Acetogens to the rescue

Could the oldest living microorganisms help us fight climate change?

In 2019, atmospheric carbon dioxide (CO2) will surpass 415 ppm (parts per million), a level not seen since the Pliocene era, around three to five million years ago. 

CO2 is not only very good at trapping heat in the atmosphere, it also lingers there for a very long time. The majority of CO2 remains in the atmosphere for up to a century, while the remainder can take millennia to be recycled. According to future climate models, we just don’t have that kind of time. 

To reduce CO2 levels and keep global temperatures in check, many climate scientists argue that not only do we need to achieve net-zero CO2 emissions as soon as possible, we will also need to achieve negative CO2 emissions in the near future. In other words, it’s not enough to stop releasing CO2, it must be actively removed from the atmosphere. 

“The world has a big problem with rising greenhouse gas emissions,” says Dr Esteban Marcellin at UQ’s AIBN. “We need to make the same chemicals and fuels in a more sustainable way, and biomanufacturing can contribute to that.”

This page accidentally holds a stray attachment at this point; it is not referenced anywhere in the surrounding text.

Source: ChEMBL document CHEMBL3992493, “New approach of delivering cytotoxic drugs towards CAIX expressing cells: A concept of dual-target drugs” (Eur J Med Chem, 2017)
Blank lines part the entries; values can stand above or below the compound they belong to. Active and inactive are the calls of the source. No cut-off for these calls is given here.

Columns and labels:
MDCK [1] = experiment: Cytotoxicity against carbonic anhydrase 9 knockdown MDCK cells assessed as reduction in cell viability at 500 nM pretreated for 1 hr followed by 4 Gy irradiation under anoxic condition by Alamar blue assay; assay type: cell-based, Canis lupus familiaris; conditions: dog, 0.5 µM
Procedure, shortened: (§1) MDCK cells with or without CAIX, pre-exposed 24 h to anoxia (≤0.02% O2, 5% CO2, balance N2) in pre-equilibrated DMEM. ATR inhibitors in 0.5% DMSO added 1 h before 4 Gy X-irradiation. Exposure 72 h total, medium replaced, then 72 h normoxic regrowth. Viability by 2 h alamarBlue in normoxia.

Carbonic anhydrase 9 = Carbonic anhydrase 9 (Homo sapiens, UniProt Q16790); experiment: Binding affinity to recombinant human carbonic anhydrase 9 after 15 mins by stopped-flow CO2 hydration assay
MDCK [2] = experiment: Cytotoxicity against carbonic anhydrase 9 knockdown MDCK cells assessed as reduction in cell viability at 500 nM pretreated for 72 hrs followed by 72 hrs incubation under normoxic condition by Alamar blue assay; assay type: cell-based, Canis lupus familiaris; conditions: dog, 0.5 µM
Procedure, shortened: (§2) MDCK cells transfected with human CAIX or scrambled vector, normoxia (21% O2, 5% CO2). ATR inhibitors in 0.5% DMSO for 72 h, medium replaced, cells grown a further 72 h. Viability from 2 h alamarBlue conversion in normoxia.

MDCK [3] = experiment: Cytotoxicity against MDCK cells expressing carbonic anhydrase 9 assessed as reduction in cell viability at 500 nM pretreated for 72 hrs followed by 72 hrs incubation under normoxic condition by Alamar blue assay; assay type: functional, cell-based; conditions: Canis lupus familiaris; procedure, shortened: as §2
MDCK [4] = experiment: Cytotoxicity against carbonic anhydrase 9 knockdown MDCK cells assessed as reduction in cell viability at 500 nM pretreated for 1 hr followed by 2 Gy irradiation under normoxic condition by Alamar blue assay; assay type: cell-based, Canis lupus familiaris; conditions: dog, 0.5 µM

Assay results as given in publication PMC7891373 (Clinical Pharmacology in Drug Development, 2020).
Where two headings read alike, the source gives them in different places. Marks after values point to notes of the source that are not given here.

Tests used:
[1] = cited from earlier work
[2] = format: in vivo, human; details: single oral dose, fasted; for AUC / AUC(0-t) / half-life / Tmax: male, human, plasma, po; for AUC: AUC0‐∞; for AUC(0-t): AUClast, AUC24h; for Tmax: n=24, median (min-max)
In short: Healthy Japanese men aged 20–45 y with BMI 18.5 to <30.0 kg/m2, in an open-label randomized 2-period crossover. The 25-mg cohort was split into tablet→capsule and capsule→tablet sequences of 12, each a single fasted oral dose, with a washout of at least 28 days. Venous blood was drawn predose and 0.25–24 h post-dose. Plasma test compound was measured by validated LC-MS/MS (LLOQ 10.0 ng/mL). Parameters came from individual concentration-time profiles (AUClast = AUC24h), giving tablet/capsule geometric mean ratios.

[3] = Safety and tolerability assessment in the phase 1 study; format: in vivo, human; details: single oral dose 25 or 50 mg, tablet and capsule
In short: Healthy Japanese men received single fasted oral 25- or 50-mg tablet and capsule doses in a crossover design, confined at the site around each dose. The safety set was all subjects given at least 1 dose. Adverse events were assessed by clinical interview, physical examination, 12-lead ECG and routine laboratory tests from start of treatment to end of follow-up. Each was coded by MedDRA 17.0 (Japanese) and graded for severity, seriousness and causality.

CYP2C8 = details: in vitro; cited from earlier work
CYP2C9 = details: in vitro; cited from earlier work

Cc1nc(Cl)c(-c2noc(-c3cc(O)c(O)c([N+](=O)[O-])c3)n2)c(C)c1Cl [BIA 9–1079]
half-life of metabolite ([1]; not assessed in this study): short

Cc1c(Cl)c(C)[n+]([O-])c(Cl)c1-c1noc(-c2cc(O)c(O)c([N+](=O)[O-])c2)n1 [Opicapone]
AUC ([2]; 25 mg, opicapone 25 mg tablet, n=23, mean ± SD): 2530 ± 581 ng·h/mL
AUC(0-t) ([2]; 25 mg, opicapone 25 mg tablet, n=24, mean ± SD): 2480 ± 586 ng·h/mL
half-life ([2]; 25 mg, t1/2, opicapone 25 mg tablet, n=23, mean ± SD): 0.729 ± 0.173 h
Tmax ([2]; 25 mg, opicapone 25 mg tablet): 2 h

Indeed, microbes have been critical to the global carbon cycle since the emergence of life on Earth.  Back then, the atmosphere was very different from what we breathe today; at that time, it was a reducing atmosphere of noxious gases which would be toxic to most life on our planet now. When single-celled life first emerged, organisms that could convert those gases into the building blocks of life had a distinct advantage. 



Carbon Capture

Plants have a CO2 capture efficiency of only around 1% to 2%. This is why many, many plants are needed for a healthy carbon cycle and why large-scale forest clearcutting in recent centuries has contributed to rising CO2 levels in the atmosphere. 


Carbon Fixation

Green plants use photosynthesis to convert atmospheric CO2 into sugars and other nutrients. A variety of microbial species can also capture and ‘fix’ CO2. Some use photosynthesis, while others use different chemical pathways to achieve this.